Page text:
- Written by d31373
Tor is a great product to help protect your anonymity online. The Tor Project website can be used to gather more information about its use and how it works. Tor does not create complete anonymity but helps by encrypting and then bouncing your traffic around to other Tor relays before it exits an exit-node onto the Internet unencrypted. A benefit of encryption is that it is not normally analyzed by network filters and therefor bypasses.
Proxies are frequently used to mask the real location of a user, log traffic coming in and out of a network, circumvent network filtering, or in some cases to gain access to network resources that are local to the proxy but separated by a firewall or not directly available from a remote location. Traditionally proxy configurations must be set in every software package you with to use the proxy server (in most circumstances this is a web browser usually by means of specified port and/or username and password). Transparent Proxies are proxies that do not need to be configured by an end-user in order to function.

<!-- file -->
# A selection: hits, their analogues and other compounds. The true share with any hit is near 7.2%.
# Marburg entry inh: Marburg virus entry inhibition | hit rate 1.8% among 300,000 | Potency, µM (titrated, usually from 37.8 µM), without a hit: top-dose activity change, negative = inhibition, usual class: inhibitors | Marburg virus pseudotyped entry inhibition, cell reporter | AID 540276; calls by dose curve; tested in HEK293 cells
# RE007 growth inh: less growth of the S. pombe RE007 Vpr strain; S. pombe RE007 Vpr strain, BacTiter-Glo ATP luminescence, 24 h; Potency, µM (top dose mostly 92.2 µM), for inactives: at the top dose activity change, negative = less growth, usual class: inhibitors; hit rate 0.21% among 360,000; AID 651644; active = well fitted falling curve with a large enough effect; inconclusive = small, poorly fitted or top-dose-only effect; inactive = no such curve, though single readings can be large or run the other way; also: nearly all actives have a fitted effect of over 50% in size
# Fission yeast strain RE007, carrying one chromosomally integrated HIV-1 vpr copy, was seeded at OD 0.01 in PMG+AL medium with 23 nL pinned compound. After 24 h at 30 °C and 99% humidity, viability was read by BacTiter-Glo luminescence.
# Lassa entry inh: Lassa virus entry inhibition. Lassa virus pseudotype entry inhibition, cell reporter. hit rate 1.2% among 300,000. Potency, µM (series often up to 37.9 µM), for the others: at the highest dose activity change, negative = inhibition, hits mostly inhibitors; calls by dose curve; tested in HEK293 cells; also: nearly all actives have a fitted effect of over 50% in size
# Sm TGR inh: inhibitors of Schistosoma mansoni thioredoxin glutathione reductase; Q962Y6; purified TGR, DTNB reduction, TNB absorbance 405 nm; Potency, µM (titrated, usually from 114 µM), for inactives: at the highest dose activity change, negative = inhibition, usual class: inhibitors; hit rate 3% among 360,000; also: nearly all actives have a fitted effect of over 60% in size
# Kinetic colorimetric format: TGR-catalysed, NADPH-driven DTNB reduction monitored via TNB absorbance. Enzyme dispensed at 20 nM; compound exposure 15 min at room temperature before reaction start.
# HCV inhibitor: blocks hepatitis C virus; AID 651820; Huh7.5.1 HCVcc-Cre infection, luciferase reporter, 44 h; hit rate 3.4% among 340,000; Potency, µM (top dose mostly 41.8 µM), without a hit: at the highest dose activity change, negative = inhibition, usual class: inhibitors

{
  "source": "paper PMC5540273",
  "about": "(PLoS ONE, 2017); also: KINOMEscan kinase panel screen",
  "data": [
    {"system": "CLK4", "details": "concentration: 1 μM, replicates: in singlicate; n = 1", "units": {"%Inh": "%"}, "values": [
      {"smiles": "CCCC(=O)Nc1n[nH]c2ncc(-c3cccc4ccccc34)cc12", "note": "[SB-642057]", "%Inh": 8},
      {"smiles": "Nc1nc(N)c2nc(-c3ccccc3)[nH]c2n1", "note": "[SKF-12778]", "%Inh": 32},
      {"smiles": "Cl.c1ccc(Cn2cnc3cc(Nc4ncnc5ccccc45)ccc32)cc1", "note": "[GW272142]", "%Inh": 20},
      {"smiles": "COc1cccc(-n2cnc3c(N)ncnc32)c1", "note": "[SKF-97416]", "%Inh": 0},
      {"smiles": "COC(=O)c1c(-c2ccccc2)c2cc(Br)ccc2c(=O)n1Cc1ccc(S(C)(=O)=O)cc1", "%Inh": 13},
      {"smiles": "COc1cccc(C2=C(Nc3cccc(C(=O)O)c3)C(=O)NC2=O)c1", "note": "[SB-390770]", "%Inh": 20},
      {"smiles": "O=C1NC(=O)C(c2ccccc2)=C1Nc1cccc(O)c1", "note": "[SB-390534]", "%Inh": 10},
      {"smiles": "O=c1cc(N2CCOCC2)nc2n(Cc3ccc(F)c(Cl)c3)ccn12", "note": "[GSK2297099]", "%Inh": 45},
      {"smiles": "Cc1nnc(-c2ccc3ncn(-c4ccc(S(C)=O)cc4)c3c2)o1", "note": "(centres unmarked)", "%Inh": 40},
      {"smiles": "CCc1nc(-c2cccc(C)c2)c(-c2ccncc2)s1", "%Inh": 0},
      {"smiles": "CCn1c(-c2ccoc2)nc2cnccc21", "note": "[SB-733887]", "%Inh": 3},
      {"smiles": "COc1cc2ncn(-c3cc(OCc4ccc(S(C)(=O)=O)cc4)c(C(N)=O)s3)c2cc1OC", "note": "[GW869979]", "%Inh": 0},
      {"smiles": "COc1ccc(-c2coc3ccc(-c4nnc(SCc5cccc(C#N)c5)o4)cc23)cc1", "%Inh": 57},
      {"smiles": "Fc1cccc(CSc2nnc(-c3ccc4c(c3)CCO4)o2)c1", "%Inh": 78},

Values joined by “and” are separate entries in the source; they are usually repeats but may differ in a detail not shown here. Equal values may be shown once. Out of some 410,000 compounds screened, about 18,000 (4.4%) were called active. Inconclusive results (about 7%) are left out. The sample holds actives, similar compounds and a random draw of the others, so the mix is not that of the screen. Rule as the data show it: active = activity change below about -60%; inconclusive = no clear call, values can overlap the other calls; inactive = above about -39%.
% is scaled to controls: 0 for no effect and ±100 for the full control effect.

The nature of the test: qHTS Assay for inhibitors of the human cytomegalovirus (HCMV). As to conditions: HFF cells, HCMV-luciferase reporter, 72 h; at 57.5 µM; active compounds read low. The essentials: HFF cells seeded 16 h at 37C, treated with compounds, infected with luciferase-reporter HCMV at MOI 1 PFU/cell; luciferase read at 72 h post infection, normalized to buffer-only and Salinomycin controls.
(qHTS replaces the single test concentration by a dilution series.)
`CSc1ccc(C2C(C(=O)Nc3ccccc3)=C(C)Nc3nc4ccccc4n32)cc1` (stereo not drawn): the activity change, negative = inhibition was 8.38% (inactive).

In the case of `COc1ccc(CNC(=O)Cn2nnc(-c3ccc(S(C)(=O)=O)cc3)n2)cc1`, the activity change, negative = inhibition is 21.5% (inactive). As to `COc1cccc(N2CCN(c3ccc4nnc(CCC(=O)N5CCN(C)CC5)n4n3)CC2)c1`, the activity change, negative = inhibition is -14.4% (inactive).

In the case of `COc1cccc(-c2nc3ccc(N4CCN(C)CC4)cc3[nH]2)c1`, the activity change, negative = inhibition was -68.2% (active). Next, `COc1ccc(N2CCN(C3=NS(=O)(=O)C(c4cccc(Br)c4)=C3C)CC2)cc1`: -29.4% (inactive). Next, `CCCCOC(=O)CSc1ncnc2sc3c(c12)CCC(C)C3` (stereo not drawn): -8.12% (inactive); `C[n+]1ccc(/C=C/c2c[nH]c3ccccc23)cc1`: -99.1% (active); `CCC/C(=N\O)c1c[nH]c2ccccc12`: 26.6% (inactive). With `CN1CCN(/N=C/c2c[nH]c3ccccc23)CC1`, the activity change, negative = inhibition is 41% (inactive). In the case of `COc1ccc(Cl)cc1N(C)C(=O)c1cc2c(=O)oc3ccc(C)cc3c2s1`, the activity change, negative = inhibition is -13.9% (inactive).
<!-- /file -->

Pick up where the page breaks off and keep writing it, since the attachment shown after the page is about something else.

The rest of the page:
In many cases it is the interest of users to do more than tunnel just web browsing traffic. This guide will assist in configuring Tor as a transparent proxy and configure firewall rules to forward all network traffic regardless of TCP/UDP port through the Tor proxy. By doing this all network traffic leaving your local network will exit encrypted and then sent through the Tor Network.
- Written by d31373
X11 Forwarding through SSH enables a user to run a software application from a remote system using the CPU and memory of the remote system while rendering the GUI of the application locally. This can be very handy if your chosen desktop is Linux, Windows, or Mac (this tutorial will not cover Mac) but either the application is not cross platform or unavailable due to licensing, your local system does not have the local resources to run the chosen application, or you need access to network resources which are local to the target of the SSH connection but not local to the machine you are currently using (i.e. a server behind a firewall/gateway device that has port forwarding for SSH to the remote host to which you are connecting).
There are plenty of remote control software packages which would allow for full desktop rendering. Sometimes it's not necessary to display a full desktop. In a Microsoft Windows environment this would be most closely similar to the technology of RemoteApp.